The Riveter Trains for Outdoor Adventure - TribPapers

The Riveter Trains for Outdoor Adventure

Even kids can hang out at the Riveter's climbing gym. Photo courtesy the Riveter.

Asheville – On the surface, the Riveter is, to say the least, intriguing. Outside is a one-of-a-kind bike park. To the layman, it looks like a desert full of 10-foot-tall dunes. To the cyclist, it’s “rollers, berms, gap jumps, tabletops, etc.” The dunes aren’t obstacles in a course; cyclists travel the ridgelines. More amazing, the Riveter webpage has photos of cyclists on the course airborne and upside-down.

Asked how many people do this, founder, managing partner, and acting general manager Elizabeth Jackson said that they have courses for all abilities: beginner, intermediate, advanced, and pro. She said people come to the Riveter from all along the East Coast to check out the dirt jumps.

Indoors is a world-class climbing gym with 16,000 square feet of walls and boulders. The tallest walls are 55 feet high, and Jackson said the next closest walls that height are in Charlotte or Atlanta.

Climbers can find rope climbing, bouldering, and a kids’ zone. Rope climbers will need a partner to control the rope as they descend—unless they use one of the Riveter’s autobelays, which Jackson says are amazing because coordinating schedules with a climbing partner can be more challenging than the climb itself.

For those who prefer something more relaxing, the Riveter offers yoga classes. The yoga studio features floor-to-ceiling views of preserved farmland and the Blue Ridge Mountains. Jackson speaks dreamily of the far infrared heating panels and how the human body absorbs IR to a greater depth than it does heat absorbed by warming the air.

“It helps with loosening up the body and increases sweating,” Jackson said. All classes in the yoga studio are warm or hot, and classes in the fitness studio are not heated. “The goal is to provide something for everyone.”

Then there’s the taproom. In a fitness utopia combined with sports bordering on the extreme, it didn’t sound like a great pairing.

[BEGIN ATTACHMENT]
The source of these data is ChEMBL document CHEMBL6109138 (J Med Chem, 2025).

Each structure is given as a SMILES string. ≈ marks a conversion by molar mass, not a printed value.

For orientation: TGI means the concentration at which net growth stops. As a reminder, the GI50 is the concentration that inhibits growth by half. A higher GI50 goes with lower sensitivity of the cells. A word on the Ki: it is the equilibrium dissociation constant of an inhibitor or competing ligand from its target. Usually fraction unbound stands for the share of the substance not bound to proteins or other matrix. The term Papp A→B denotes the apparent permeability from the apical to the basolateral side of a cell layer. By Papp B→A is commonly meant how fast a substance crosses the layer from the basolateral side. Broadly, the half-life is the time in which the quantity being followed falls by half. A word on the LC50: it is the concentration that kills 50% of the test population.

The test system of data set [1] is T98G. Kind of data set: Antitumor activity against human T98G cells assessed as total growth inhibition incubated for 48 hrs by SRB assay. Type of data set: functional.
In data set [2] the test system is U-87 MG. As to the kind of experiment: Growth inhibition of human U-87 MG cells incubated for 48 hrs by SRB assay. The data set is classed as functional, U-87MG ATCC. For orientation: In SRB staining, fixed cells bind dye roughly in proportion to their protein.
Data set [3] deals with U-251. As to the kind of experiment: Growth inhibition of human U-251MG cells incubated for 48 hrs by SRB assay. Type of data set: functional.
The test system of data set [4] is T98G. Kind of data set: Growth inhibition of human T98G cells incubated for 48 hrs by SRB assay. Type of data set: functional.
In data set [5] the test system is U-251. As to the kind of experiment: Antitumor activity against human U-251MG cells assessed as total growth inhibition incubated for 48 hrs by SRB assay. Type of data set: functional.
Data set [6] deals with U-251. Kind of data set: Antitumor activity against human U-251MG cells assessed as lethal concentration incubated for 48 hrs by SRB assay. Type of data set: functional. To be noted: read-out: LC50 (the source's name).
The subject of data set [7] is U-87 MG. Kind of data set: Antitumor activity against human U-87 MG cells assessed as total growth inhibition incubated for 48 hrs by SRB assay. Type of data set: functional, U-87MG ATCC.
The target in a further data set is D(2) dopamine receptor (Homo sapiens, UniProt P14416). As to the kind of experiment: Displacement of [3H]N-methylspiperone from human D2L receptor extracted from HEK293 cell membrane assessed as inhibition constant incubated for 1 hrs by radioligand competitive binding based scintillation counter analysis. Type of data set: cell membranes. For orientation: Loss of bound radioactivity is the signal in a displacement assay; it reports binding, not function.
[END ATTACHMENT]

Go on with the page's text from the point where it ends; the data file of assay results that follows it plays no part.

Jackson explained that people get a wristband upon admission. It allows them access to all the Riveter has to offer, but when they get their first drink, the wristband is cut off. No wristband, no activities. (The libation station also serves nonalcoholic beverages and snacks.)

That segued into Jackson’s vision for the Riveter. The bar wasn’t an end in itself. It was an excuse for people to linger with friends old and new and build relationships.

Jackson wanted the Riveter to be a place where people, “from kids to pros,” could watch each other push their limits and learn from each other. She said mountain biking and wall climbing are not something people generally feel comfortable doing—and shouldn’t be doing—the first time alone in Pisgah National Forest. The Riveter is a supportive space.

“It’s a “positive community and an inclusive space to play, learn, and connect. Deep friendships have been formed at the Riveter, and that is something often lost in the outdoor industry today. Climbers, riders, yogis, and general outdoor enthusiasts can all come together to share stories. It’s a beautiful, positive culture that we’ve built,” said Jackson.

“The crew members are at the core of the culture. They are all really passionate humans who create the comfortable atmosphere that the Riveter offers when you come through the doors.” Many have been with the Riveter since it opened.

“The Riveter offers afterschool programs and summer day camps for youth, instruction for all ages, discount opportunities, and events for everyone to enjoy whether they ride or climb,” Jackson said. “Some people just come to spectate while enjoying a drink with a friend or their family.” They can pay for a day pass, or they can buy a membership with a monthly fee.

Among other things, members get access to the fitness studio, which features Pelotons, treadmills, weights, and more. The Riveter opens to the general public at noon daily, while members can start their activities as early as 6 a.m. during the week and 8 a.m. on weekends.

People attending the Riveter can rent gear. If they bring their own, it is subject to inspection. Persons participating in activities must be outfitted with safety gear specified in the Riveter’s policies. The website states that climbing and riding are “dangerous and cannot be made safe.” Participants in these activities must sign a waiver acknowledging that they understand the risks and agree to abide by the facility’s policies.

Even though its website is, Jackson assures that this is the only one. She invited readers to check out the website for more information.